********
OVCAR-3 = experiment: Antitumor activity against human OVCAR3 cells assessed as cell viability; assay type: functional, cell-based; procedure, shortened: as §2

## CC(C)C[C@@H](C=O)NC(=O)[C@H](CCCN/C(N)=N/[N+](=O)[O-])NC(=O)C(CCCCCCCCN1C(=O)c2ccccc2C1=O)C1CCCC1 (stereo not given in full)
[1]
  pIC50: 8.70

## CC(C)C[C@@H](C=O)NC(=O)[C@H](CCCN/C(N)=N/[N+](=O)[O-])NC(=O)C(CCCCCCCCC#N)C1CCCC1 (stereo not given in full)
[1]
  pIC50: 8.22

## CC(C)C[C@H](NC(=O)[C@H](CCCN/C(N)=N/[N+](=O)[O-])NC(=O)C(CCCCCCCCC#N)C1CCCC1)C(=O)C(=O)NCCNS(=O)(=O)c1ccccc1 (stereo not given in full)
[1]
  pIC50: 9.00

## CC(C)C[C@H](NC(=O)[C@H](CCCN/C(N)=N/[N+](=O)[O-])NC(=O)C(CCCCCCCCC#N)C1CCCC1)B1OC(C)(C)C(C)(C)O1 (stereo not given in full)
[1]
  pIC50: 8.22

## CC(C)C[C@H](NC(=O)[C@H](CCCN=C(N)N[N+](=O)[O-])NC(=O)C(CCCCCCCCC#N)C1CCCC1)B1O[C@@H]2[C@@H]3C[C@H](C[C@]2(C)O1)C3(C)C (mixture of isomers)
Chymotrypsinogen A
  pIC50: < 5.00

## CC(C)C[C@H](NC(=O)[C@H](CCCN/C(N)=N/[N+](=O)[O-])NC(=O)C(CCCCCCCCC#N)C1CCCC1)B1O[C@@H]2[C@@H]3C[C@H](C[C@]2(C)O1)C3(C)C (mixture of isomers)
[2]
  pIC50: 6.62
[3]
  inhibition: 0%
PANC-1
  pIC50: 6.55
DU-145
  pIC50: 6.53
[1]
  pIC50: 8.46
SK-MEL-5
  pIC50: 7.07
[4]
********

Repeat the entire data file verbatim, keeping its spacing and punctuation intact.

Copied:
OVCAR-3 = experiment: Antitumor activity against human OVCAR3 cells assessed as cell viability; assay type: functional, cell-based; procedure, shortened: as §2

## CC(C)C[C@@H](C=O)NC(=O)[C@H](CCCN/C(N)=N/[N+](=O)[O-])NC(=O)C(CCCCCCCCN1C(=O)c2ccccc2C1=O)C1CCCC1 (stereo not given in full)
[1]
  pIC50: 8.70

## CC(C)C[C@@H](C=O)NC(=O)[C@H](CCCN/C(N)=N/[N+](=O)[O-])NC(=O)C(CCCCCCCCC#N)C1CCCC1 (stereo not given in full)
[1]
  pIC50: 8.22

## CC(C)C[C@H](NC(=O)[C@H](CCCN/C(N)=N/[N+](=O)[O-])NC(=O)C(CCCCCCCCC#N)C1CCCC1)C(=O)C(=O)NCCNS(=O)(=O)c1ccccc1 (stereo not given in full)
[1]
  pIC50: 9.00

## CC(C)C[C@H](NC(=O)[C@H](CCCN/C(N)=N/[N+](=O)[O-])NC(=O)C(CCCCCCCCC#N)C1CCCC1)B1OC(C)(C)C(C)(C)O1 (stereo not given in full)
[1]
  pIC50: 8.22

## CC(C)C[C@H](NC(=O)[C@H](CCCN=C(N)N[N+](=O)[O-])NC(=O)C(CCCCCCCCC#N)C1CCCC1)B1O[C@@H]2[C@@H]3C[C@H](C[C@]2(C)O1)C3(C)C (mixture of isomers)
Chymotrypsinogen A
  pIC50: < 5.00

## CC(C)C[C@H](NC(=O)[C@H](CCCN/C(N)=N/[N+](=O)[O-])NC(=O)C(CCCCCCCCC#N)C1CCCC1)B1O[C@@H]2[C@@H]3C[C@H](C[C@]2(C)O1)C3(C)C (mixture of isomers)
[2]
  pIC50: 6.62
[3]
  inhibition: 0%
PANC-1
  pIC50: 6.55
DU-145
  pIC50: 6.53
[1]
  pIC50: 8.46
SK-MEL-5
  pIC50: 7.07
[4]